More than 70 million people worldwide suffer from glaucoma, a condition that causes a build-up of fluid and pressure inside the eye and can eventually lead to blindness. Treatment options have traditionally included eye drops to reduce the fluid the eye produces or surgery to unclog the eye’s drainage. But a new study from the University of Missouri School of Medicine and MU Health Care provides insight into which patients might benefit most from a noninvasive treatment called selective laser trabeculoplasty (SLT), which relieves pressure by using a laser to alter the eye tissue, resulting in better fluid drainage.
“There’s been a lack of evidence about how well SLT works, how safe it is and the ideal candidate,” said senior author Jella An, MD, an assistant professor of ophthalmology and a fellowship-trained glaucoma specialist at MU Health Care’s Mason Eye Institute. “Because so little is known about SLT, there is a lot of apprehension among specialists about using it as a first-line treatment for glaucoma. Our research findings have helped me redefine the ideal patient for this procedure.”
An’s research team reviewed 252 SLT procedures on 198 adult patients with open-angle glaucoma to determine what percentage of these surgeries achieved a 20% or greater reduction in intraocular pressure (IOP). Two months after surgery, 33.6% of patients met success criteria. At the six-month mark, 38.5% achieved the threshold. The researchers discovered patients with a higher baseline IOP had larger reductions in pressure.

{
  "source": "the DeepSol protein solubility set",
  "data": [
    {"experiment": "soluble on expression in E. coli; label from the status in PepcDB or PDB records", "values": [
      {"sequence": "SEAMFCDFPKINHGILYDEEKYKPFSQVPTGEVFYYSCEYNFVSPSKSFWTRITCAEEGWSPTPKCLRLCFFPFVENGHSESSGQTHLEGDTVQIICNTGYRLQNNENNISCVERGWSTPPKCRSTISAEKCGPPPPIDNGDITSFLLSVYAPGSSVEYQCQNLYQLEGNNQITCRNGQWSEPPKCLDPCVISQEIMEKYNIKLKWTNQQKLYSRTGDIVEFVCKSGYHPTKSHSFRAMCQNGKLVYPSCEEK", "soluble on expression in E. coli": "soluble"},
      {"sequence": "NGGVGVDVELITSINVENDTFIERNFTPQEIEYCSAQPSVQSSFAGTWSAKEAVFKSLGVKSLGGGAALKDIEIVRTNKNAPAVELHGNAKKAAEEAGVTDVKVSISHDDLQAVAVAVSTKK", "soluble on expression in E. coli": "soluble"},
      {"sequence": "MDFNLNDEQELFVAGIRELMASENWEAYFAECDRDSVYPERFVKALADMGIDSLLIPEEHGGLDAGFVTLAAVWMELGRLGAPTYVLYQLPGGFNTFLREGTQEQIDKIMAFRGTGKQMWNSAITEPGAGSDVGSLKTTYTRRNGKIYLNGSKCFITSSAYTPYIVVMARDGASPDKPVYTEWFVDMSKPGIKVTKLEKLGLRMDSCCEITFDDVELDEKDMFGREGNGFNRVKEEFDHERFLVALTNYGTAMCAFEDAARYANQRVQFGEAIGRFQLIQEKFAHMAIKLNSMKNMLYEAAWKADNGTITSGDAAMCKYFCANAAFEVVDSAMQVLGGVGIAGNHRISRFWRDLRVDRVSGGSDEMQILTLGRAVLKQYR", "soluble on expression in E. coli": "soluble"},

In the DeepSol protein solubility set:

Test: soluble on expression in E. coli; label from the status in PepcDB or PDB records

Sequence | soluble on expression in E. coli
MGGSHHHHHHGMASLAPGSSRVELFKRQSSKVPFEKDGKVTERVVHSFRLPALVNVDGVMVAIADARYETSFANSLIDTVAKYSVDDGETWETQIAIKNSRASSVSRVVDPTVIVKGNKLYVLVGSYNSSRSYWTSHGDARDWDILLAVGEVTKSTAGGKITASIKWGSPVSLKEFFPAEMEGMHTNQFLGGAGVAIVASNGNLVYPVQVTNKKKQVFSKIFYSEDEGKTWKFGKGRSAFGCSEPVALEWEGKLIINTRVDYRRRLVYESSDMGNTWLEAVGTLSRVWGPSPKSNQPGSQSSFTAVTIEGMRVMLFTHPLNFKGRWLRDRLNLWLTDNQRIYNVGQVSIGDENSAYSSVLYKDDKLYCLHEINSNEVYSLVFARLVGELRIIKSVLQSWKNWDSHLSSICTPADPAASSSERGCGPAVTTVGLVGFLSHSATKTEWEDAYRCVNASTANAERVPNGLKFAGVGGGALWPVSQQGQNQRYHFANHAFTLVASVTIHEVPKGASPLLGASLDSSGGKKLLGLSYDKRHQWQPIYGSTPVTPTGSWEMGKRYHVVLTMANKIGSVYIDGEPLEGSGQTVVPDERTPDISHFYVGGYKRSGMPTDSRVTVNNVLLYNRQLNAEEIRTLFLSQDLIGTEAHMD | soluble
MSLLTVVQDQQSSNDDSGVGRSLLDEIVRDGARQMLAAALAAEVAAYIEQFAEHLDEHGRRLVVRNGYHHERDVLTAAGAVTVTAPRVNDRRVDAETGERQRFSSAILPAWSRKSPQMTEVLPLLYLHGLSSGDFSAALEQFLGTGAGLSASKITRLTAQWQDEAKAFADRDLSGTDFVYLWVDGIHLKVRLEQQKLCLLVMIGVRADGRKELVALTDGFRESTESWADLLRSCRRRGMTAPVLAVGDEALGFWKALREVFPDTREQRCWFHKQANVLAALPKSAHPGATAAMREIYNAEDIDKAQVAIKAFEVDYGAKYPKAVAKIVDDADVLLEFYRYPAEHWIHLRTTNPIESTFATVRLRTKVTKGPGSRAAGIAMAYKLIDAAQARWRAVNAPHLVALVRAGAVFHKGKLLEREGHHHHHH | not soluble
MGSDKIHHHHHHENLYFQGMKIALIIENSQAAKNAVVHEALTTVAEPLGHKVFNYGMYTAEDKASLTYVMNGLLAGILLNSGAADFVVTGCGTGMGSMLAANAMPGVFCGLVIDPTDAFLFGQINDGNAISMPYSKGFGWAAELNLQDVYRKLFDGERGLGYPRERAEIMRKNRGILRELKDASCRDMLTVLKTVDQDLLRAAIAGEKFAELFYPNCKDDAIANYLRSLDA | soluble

“We discovered significant improvement in patients with more severe cases, which convinced me that patients with the highest pressure will benefit the most from this laser therapy,” An said.
Age, type and severity of glaucoma did not significantly predict a successful outcome. In addition, less than 5% of patients studied experienced the most common adverse event of an IOP spike after the procedure.
“This study really increased my comfort level to offer SLT as a primary therapy,” An said. “Prior to this research, I would prescribe these patients multiple medications, creating the possibility of side effects and poor adherence, which could lead to disease progression. Now I offer this laser first if they are a good candidate because of its safety profile. If it doesn’t work, we can always move forward with other options.”
In addition to An, the study’s lead author was MU School of Medicine ophthalmology resident Matthew Hirabayashi, MD. Vikram Ponnusamy, MD, a recent graduate of MU School of Medicine, also contributed to the findings.